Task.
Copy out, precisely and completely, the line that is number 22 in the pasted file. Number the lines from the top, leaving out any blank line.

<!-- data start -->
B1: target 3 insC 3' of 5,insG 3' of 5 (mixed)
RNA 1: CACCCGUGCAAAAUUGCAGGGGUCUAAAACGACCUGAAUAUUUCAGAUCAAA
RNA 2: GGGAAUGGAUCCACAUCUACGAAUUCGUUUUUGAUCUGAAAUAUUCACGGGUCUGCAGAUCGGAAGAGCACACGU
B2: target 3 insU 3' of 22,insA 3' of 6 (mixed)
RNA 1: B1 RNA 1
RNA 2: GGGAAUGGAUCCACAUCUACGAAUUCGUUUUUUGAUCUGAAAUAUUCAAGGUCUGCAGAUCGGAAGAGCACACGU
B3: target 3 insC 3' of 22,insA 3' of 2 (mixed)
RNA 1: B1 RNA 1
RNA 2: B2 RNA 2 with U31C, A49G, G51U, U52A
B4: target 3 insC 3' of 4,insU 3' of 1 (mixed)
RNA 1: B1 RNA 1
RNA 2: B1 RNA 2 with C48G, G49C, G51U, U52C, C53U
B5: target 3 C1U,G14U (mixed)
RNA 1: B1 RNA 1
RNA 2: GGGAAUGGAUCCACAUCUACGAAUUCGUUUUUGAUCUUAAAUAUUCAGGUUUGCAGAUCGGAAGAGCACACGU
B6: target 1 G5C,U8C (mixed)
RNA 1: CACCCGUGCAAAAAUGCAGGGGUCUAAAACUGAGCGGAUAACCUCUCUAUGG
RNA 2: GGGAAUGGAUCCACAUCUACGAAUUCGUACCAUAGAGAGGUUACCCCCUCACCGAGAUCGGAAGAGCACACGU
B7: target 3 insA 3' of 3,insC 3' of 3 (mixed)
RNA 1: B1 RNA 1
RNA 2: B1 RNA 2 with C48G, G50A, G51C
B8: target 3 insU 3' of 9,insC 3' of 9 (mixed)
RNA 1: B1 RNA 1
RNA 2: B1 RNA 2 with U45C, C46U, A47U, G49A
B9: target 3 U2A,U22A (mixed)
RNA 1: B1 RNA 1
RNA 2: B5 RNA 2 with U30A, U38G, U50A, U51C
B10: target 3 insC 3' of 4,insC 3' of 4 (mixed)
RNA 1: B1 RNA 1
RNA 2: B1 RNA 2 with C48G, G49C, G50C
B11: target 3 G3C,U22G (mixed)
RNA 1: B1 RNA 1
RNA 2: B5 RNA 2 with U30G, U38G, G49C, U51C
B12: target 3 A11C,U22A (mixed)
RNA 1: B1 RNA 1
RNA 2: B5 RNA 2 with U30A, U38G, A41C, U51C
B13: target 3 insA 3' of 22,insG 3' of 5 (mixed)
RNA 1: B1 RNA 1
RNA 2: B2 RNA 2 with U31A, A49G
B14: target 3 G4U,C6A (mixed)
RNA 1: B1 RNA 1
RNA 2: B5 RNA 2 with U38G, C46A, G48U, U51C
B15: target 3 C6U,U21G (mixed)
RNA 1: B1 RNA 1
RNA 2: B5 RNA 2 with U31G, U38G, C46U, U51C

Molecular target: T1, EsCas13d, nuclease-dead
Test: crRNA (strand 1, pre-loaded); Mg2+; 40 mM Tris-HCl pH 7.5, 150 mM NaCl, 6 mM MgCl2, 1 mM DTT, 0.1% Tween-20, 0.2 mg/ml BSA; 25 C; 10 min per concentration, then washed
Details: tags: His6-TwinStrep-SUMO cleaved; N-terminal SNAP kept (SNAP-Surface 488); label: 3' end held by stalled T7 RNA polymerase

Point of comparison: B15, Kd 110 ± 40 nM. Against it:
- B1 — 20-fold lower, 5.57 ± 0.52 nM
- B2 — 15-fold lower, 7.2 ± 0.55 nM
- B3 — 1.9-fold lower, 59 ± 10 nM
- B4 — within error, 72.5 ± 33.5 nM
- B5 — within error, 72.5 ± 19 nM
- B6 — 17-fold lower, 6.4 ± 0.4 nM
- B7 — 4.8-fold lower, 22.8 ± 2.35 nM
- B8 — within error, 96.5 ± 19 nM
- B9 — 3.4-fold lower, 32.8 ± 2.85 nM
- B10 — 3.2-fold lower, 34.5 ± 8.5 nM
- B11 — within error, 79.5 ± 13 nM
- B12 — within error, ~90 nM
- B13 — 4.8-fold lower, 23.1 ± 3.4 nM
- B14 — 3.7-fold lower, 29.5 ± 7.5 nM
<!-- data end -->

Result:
B8: target 3 insU 3' of 9,insC 3' of 9 (mixed)